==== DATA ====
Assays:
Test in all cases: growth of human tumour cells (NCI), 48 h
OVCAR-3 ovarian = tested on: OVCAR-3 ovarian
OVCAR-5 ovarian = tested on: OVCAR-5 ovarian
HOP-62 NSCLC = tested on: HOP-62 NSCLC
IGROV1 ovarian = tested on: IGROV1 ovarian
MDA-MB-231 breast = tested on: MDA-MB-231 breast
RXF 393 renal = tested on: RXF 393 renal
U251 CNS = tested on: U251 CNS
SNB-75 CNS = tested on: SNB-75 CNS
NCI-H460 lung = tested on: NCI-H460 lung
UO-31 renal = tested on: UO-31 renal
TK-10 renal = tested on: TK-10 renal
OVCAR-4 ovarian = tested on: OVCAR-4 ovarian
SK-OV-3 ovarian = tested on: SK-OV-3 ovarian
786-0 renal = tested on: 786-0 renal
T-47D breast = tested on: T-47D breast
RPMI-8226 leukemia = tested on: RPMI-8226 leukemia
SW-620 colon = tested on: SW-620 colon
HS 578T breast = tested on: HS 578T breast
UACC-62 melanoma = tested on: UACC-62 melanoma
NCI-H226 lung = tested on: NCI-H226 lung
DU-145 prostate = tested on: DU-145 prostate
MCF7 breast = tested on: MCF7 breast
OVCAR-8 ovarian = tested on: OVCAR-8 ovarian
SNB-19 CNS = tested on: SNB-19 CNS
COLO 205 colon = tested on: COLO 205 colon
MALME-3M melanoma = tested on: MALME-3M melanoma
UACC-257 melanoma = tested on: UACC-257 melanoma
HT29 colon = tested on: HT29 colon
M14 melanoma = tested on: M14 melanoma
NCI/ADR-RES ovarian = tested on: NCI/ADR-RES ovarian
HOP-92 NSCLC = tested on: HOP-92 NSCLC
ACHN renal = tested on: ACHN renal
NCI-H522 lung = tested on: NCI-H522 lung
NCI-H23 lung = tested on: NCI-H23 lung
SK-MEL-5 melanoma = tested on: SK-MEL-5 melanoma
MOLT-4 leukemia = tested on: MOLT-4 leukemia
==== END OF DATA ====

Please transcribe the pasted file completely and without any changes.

Assays:
Test in all cases: growth of human tumour cells (NCI), 48 h
OVCAR-3 ovarian = tested on: OVCAR-3 ovarian
OVCAR-5 ovarian = tested on: OVCAR-5 ovarian
HOP-62 NSCLC = tested on: HOP-62 NSCLC
IGROV1 ovarian = tested on: IGROV1 ovarian
MDA-MB-231 breast = tested on: MDA-MB-231 breast
RXF 393 renal = tested on: RXF 393 renal
U251 CNS = tested on: U251 CNS
SNB-75 CNS = tested on: SNB-75 CNS
NCI-H460 lung = tested on: NCI-H460 lung
UO-31 renal = tested on: UO-31 renal
TK-10 renal = tested on: TK-10 renal
OVCAR-4 ovarian = tested on: OVCAR-4 ovarian
SK-OV-3 ovarian = tested on: SK-OV-3 ovarian
786-0 renal = tested on: 786-0 renal
T-47D breast = tested on: T-47D breast
RPMI-8226 leukemia = tested on: RPMI-8226 leukemia
SW-620 colon = tested on: SW-620 colon
HS 578T breast = tested on: HS 578T breast
UACC-62 melanoma = tested on: UACC-62 melanoma
NCI-H226 lung = tested on: NCI-H226 lung
DU-145 prostate = tested on: DU-145 prostate
MCF7 breast = tested on: MCF7 breast
OVCAR-8 ovarian = tested on: OVCAR-8 ovarian
SNB-19 CNS = tested on: SNB-19 CNS
COLO 205 colon = tested on: COLO 205 colon
MALME-3M melanoma = tested on: MALME-3M melanoma
UACC-257 melanoma = tested on: UACC-257 melanoma
HT29 colon = tested on: HT29 colon
M14 melanoma = tested on: M14 melanoma
NCI/ADR-RES ovarian = tested on: NCI/ADR-RES ovarian
HOP-92 NSCLC = tested on: HOP-92 NSCLC
ACHN renal = tested on: ACHN renal
NCI-H522 lung = tested on: NCI-H522 lung
NCI-H23 lung = tested on: NCI-H23 lung
SK-MEL-5 melanoma = tested on: SK-MEL-5 melanoma
MOLT-4 leukemia = tested on: MOLT-4 leukemia